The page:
Most of us wouldn’t worry about a minor scrape or bump, but diabetes complicates wound care almost as much as it disrupts your diet.
George Perdrizet, MD, medical director of The Wound Recovery and Hyperbaric Medicine Center at Kent Hospital, says diabetes can cause a number of complications, including some that make it harder for even the most minor wounds to heal.
“Diabetes causes damage to the blood vessels and nerves that keep the body’s skin and tissue healthy, especially on the feet,” Dr. Perdrizet says.
The most important advice, he adds, is to seek professional help for any wounds you suffer.
“Actually, diabetics should see their doctor on a regular basis for a foot check-up. This allows problems to be solved before a wound or ulcer develops,” he says.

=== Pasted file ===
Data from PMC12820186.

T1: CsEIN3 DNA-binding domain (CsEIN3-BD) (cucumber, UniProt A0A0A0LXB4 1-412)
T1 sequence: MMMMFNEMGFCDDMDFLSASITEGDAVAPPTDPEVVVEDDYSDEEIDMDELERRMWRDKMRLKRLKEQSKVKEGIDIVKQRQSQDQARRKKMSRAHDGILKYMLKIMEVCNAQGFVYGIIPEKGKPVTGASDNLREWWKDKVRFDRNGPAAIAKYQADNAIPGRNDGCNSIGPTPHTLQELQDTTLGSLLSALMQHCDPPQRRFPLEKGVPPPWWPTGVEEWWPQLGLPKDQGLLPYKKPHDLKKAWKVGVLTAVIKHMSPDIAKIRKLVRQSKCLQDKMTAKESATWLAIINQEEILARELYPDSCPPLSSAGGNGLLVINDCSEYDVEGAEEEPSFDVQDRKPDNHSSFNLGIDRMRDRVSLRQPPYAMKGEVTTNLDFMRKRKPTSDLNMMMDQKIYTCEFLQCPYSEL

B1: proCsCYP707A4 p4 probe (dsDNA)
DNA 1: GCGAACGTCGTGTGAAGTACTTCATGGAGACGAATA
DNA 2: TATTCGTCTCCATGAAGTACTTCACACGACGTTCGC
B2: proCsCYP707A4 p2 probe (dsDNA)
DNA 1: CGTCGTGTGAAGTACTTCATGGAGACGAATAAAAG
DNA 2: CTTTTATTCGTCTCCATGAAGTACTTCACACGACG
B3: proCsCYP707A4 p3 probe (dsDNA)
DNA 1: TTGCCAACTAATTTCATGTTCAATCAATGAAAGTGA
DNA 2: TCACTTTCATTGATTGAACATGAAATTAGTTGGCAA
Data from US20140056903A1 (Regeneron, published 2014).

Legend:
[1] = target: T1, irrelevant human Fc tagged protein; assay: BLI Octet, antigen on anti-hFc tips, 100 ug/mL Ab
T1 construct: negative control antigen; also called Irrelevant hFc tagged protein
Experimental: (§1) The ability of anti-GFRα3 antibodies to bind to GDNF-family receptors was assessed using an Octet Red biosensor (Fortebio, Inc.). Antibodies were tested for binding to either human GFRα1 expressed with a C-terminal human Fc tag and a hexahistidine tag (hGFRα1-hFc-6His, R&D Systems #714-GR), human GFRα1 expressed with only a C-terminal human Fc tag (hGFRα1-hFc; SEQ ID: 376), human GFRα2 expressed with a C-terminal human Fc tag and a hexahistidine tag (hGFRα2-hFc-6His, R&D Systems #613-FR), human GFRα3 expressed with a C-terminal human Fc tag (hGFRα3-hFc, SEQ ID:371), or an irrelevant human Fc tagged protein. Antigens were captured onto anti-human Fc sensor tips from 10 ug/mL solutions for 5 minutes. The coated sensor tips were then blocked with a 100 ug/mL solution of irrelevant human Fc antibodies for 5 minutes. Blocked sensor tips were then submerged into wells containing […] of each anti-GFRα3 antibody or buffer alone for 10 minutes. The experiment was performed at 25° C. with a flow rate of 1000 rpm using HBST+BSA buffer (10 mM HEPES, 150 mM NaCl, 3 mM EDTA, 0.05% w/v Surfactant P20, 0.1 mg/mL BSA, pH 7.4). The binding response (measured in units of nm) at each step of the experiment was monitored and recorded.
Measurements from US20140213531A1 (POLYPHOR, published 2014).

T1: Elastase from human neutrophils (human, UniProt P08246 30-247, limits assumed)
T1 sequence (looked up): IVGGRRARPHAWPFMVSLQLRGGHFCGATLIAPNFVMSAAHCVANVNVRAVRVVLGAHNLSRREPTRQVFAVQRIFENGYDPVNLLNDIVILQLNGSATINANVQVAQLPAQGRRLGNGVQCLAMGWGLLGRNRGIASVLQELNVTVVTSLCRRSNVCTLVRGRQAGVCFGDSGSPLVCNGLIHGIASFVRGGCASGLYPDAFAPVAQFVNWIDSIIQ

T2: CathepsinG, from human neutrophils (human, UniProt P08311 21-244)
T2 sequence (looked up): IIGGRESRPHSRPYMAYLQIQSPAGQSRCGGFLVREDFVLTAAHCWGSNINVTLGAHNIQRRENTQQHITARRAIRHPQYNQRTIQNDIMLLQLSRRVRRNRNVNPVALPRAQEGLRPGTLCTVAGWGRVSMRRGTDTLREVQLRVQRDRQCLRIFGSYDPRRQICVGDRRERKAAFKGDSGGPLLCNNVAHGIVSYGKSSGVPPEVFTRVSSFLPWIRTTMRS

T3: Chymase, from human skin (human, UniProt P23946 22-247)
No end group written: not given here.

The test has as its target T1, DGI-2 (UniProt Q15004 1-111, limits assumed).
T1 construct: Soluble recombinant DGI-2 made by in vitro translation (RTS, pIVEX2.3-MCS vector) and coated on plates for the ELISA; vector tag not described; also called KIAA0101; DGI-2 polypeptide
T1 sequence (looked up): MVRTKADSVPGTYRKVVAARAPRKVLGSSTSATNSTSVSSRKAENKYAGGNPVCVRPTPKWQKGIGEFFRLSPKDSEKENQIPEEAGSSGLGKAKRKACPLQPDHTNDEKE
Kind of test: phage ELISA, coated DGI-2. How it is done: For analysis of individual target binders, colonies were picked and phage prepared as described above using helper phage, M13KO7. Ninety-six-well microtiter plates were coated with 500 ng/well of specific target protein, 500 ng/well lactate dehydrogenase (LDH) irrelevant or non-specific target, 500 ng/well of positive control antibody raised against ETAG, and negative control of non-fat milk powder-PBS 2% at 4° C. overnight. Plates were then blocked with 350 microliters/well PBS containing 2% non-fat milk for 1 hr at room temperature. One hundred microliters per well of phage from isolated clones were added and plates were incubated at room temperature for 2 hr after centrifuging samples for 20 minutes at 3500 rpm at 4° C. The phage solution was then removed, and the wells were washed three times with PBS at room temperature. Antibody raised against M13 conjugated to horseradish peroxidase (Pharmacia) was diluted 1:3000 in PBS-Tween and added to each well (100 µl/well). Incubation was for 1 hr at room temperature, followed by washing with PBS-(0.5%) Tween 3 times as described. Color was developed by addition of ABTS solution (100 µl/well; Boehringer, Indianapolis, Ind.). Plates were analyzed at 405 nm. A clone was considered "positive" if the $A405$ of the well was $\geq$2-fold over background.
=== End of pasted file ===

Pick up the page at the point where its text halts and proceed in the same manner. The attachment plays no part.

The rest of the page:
The feet are the most common source of problems for diabetics, especially on the bottom of the foot where blisters can form and around the toenails, where clipping the nails can lead to damage to the skin or nail bed and result in infection.
If not taken care of properly, such wounds can become very large and extend to the bone. Bone infection requires surgery to effectively treat and may result in amputation.
Your physician may also refer you to The Wound Recovery Center for treatment. There, a nurse and physician who specialize in wound care will talk to you about the wound and come up with a treatment plan. They will teach you how to take care of your feet to avoid wounds and have you come back every few weeks to check on the wound.
For more information about the Wound Recovery and Hyperbaric Medicine Center at Kent Hospital, the first of it’s kind in Rhode Island, please call 401-736-4646.